Andrew's Reviews > The Upside of Irrationality: The Unexpected Benefits of Defying Logic at Work and at Home

The Upside of Irrationality by Dan Ariely
Rate this book
Clear rating

's review
Jan 22, 2011

really liked it
Read in January, 2011

The Upside of Irrationality is a follow-up book to Predictably Irrational by behavioral psychologist/economist Dan Ariely. This book covers the topics of job bonuses, the meaning of labor, the IKEA effect (overvaluaing what we make), loss aversion, adaptation, online dating, empathy/emotion, and the long-term effects of negative feelings.

These are the things I learned/found interesting.
- There are upsides to less than rational behavior: passions that individuals have for their careers, a mother's love, monogamy, recovery from catastrophes.
- In commenting on how scientists are also prone to irrational biases, Ariely writes, "In the scientific world, the Not-Invented-Here bias is fondly called the "toothbrush theory." The idea is that everyone wants a toothbrush, everyone needs one, everyone has one, but no one wants to use anyone else's." A great illustration of this is Thomas Edison's antagonism towards AC, rather than, DC current scheme.
- Individuals need to feel ownership of solutions, rather than prescriptions from others. Even superficial/artificial ownership derived from unscrambling a solution that others have given makes the individual more likely to support a solution to a given problem.
- Humans are amazing at adapting. Severely injured people have a much higher pain threshold and pain tolerance than more mildly injured individuals or chronically ill individuals. Ariely attributes this to the psychological association made between pain and betterment during recovery from traumatic injury.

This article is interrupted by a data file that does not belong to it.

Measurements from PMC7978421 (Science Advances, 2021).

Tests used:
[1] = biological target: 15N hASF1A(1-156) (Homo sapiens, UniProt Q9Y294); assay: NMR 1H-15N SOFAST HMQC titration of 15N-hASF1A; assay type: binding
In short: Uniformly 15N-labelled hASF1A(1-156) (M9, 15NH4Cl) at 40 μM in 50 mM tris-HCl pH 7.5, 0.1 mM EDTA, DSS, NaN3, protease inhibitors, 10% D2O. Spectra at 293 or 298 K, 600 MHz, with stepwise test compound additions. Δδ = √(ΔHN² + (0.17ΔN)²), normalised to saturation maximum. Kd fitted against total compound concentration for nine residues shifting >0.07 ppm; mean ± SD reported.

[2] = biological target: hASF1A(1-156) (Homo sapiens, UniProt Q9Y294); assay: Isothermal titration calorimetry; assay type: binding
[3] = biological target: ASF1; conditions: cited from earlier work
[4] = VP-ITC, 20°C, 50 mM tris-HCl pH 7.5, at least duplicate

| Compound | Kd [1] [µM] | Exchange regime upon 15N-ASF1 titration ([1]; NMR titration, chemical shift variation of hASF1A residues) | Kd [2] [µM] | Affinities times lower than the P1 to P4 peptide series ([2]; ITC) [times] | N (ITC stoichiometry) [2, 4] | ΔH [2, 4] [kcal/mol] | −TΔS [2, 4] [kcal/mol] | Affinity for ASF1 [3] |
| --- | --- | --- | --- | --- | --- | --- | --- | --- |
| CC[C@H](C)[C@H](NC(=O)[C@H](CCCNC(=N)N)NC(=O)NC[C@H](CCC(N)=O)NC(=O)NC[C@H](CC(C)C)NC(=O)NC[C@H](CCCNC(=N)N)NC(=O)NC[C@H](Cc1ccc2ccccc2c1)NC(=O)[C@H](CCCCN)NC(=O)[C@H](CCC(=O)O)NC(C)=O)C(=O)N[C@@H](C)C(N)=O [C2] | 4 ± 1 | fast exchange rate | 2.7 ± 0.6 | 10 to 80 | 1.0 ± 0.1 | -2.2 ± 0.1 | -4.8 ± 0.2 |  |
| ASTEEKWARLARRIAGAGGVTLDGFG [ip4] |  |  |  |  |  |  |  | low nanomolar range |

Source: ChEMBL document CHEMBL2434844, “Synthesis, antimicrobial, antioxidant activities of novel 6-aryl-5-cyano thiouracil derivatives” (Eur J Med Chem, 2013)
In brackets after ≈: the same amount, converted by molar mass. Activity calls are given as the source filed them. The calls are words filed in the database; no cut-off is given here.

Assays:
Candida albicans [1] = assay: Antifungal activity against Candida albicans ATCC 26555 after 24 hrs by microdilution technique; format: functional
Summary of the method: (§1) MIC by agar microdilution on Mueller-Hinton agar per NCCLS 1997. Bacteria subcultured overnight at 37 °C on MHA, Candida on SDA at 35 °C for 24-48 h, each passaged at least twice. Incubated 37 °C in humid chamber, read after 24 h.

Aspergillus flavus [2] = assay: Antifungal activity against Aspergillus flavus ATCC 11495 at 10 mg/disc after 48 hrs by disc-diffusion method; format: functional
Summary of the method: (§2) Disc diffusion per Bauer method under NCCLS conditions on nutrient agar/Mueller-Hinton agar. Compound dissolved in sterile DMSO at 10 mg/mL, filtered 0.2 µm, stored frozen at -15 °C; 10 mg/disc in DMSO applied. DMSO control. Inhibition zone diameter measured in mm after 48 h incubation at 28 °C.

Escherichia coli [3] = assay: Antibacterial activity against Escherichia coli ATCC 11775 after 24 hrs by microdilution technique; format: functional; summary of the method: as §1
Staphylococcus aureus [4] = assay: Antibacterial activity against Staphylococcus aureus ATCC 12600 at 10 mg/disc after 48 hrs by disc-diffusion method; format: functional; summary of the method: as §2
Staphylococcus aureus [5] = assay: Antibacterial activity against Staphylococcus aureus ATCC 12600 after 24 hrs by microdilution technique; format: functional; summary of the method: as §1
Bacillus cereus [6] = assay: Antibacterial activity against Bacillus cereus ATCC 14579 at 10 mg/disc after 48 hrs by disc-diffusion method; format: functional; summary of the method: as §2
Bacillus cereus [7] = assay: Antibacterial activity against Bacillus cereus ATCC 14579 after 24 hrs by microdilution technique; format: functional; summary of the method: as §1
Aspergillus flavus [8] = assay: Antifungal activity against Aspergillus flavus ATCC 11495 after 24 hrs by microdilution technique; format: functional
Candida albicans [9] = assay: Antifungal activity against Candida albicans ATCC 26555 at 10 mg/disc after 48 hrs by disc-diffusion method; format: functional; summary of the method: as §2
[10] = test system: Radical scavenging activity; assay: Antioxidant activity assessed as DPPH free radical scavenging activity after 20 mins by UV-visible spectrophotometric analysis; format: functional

- The now famous study by Philip Brickman, Dan Coates, and Ronnie Janoff-Bulman found that 1 year after the fact, paraplegics, lottery winners, and normal people came back to the same level of life satisfaction.
- The key to prolonging happiness is to take breaks during the process to prevent hedonic adaptation. The key to minimizing the duration of duress is to not take breaks to allow maximal adaptation.
- In dating, an aesthetically limited individual adapts to finding a mate by reconsidering the rank of attributes (ie. I don't like bald men, but I look at other things.), rather than altering perception of aesthetics (I like bald men.) or not adapting (I'll never like bald men. I won't adapt to my position in the dating hierarchy.).
- In the realm of online dating, men are less selective than women (men were 240% more likely to initiate contact). Also, men care more about the hotness of women than vice versa. Men are also more likely to be more hopeful than women (ie. more likely to aim for women out of their league).
- "I think the market for single people is one of the most egregious market failures in Western society."
- More on online dating. People spent an average of 5.2 hrs per week searching profiles and 6.7 hours per week emailing potential partners for a total of nearly 12hrs/week at the screening stage. They spent a mere 1.8 hrs a week actually meeting prospective partners in the real world. This 6:1 inefficiency speaks for itself. And it is not that individuals derived pleasure from the 12hrs/week screening.

Ariely adds a nice touch by weaving in his own personal experience with traumatic pain and in choosing a life partner. The book is insightful and leaves the reader with a confidence in human resolve. The substance of the book are real psychology experiments (many if not all done by Dan Ariely in collaboration with others). The book is well-written and flows well and a good read for the general audience.

Sign into Goodreads to see if any of your friends have read The Upside of Irrationality.
Sign In »

No comments have been added yet.